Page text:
February 05, 2012

Melting moments

When we were little there were these shaped cookies of lightly nutty crumbly shortbread cookies that just melted away in your mouth with a whisper of sugar and butter. Gwynie has been on a mission to recreate these cookies for a while. Her newest Christmas present- a cookie press, has been working overtime in the kitchen to perfect the recipe that captures this childhood memory. Many variations came out too tough or tasteless. This latest recipe from Christmas-cookies.com is a wonderful base, and I'm sure she will be using it as the standard for many years to come. The original makes a ton of cookies so she adjusted the recipe as listed below, which I recommend doing because you just can't stop eating them, they are that snacktastic. Freezes well, but should be warmed to room temperature before using with a cookie press.

Quick, easy and pretty...buttery and melt-in-your-mouth. Perfect texture for working with your cookie press!

Pre-heat the oven to 350oF

8oz butter room temp
1/2 C powdered/icing sugar
1/2 tsp vanilla paste
pinch salt
1/4 C cornstarch
1 1/2 C flour

Use a food processor or stand/hand mixer to cream together butter, sugar, salt, & vanilla.
Gradually add cornstarch and flour. Whip until fluffy.
Load into a cookie press.
*Baking sheet should be cool and clean.
Space dough evenly allowing at least 1" since the cookies spread.
Don't worry- the cookies will bake off cleanly and lift easily with a spatula.
Traditionally decorated with a dot of jam or candied fruit but delicious plain.
Bake 12-15 minutes.
Let cool for 2 minutes on baking sheet
Remove to wire rack to cool completely.
Store in an airtight container at room temperature.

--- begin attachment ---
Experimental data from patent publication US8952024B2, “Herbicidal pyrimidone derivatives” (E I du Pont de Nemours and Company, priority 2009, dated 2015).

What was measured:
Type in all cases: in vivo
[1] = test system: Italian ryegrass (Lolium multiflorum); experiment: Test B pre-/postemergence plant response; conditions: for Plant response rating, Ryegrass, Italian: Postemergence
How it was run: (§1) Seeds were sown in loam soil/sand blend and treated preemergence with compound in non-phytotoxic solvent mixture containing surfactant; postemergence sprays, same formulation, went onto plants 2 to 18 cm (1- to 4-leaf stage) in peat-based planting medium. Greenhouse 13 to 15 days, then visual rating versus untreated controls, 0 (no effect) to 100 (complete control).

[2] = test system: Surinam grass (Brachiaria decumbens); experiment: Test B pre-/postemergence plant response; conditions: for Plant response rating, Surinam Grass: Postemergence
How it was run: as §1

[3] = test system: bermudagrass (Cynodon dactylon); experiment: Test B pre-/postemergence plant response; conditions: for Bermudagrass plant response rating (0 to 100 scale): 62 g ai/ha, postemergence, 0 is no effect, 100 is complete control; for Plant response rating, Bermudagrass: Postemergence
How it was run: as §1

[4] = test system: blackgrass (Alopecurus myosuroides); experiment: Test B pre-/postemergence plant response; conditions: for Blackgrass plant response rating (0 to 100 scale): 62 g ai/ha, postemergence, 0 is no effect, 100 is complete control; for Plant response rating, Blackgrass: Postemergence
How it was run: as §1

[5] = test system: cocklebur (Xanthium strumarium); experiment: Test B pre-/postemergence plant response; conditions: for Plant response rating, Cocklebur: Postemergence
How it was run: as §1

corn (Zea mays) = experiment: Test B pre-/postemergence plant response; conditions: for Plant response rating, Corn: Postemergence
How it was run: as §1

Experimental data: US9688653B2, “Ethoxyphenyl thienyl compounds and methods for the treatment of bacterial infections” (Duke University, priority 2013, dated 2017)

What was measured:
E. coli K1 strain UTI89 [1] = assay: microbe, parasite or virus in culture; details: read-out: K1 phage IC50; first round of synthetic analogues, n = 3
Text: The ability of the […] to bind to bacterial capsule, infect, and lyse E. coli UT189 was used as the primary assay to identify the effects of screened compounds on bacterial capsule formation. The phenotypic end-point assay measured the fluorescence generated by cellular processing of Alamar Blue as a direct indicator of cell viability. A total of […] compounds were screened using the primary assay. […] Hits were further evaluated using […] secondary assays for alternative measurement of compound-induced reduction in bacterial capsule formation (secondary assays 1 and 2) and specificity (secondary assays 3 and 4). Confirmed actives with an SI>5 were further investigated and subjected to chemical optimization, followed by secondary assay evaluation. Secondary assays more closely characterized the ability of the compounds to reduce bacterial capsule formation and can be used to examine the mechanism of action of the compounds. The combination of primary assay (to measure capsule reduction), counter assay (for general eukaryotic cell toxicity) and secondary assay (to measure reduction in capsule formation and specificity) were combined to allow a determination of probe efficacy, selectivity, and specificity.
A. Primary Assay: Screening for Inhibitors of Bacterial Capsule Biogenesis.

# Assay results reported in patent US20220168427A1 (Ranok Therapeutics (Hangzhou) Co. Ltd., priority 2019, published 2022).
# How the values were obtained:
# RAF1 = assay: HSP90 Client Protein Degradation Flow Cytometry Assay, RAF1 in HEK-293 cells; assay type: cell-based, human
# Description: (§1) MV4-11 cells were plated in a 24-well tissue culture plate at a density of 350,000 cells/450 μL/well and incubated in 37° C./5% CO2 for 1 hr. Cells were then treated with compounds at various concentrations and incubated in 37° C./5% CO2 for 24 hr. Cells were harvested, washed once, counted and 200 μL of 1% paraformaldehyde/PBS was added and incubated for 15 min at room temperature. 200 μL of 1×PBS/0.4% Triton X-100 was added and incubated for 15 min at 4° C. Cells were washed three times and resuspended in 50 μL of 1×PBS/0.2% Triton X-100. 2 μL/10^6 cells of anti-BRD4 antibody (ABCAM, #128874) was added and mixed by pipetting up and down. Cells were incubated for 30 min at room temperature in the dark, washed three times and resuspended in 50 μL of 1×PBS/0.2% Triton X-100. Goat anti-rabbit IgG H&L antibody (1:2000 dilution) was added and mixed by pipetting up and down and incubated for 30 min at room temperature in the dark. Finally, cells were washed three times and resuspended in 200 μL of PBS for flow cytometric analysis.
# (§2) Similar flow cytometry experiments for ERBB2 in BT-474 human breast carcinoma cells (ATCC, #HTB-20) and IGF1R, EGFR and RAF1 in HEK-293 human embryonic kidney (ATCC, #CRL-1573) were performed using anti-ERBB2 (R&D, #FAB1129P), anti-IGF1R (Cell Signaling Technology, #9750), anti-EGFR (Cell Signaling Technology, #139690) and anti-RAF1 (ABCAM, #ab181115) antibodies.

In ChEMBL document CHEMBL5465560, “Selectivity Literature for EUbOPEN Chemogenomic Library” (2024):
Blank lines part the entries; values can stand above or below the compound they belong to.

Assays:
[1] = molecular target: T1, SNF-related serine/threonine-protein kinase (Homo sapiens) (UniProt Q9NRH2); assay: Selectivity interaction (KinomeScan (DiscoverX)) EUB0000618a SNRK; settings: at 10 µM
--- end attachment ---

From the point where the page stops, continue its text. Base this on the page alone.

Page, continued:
Servings: 40

It is not necessary to grease or flour since you want the cookies to adhere to the sheet.
Foil or parchment paper will lift with the dough and prevent a clean separation from the press.
If you don't have a cookie press you can create a log and chill. Once hard slice off thin rounds.

November 28, 2011

Pompkin Puddin'

Hi, Gwynie here!

A favorite blogger Joe Pastry mentioned how early settlers roasted pumpkins filled with cream, spices and honey. A sort of primitive pumpkin pie with out the pie crust which was probably really hard to procure in early times. Inspired, I bought a sugar pumpkin for the shell and cut up and roasted a kabocha squash for the filling.

Continue reading "Pompkin Puddin'" »

June 24, 2011

Escovitch peppers- Jamaican pickle mix

On Sundays Mummy would pack us into the car with a bunch of friends and we would drive out to a beach. I'm not sure how she picked each weekend, but one of our favorites was Hellshire Beach. A white sand beach to the east of Kingston, where the water was always turquoise blue and cool, with an onshore breeze. We'd play and swim all day, getting sandy and salty and a little bit crisp from the sun.

Mostly Mum would pack lunch and treats, but at Hellshire had tiny fish shacks that cooked the most delicious food. They fry over wood fires in large round pans of oil. A typical meal would be crunchy deep fried fish with vinegary hot hot escovitch peppers (so spicy it would make your lips & fingers tingle and burn), festival (slightly sweet cornmeal fritters) and bammy (cassava cakes). For the grownups Red Stripe beer of course, and kids had thirst quenching- fiery pepper cooling Ting (grapefruit soda).

I've been going through a canning phase again. My latest attempt is escovitch peppers. I looked online and found a bunch of different recipes. This is an amalgamation of those, but it's pretty simple.

I canned mine so that I don't have to store the bottles in the fridge, but it keeps in the fridge fine. Trust me it won't last too long. By most reports, it's finished as soon as you open a bottle. This time I did them in 1 C jars. Next time I plan to use pint jars. Now that I've found it to be easy, there's no need to buy the cans of peppers.

1 C water
1.5 C white cane vinegar
1.5 oz white sugar
2.5 Tbs kosher salt
1 Tbs spice chi or pickling spice (must include pimento & bay leaf!)

1 onion
2 garlic cloves
1 Scotch bonnet pepper, pierced

1/2 -1 lb chilli peppers

Thinly slice all the vegetables.
Heat the vinegar, sugar, salt, spices, onion, garlic, and Scotch bonnet and bring to a boil. Add peppers. Simmer vegetables for 2 minutes. This allows you to fit more into a jar, otherwise it cooks down to about 1/2 cup during the canning step. Stop here and enjoy the crispy spicy pickles, or proceed to the canning step.

Pack bottles with vegetables, leaving ~ 1/2" headroom, top with the vinegar liquid.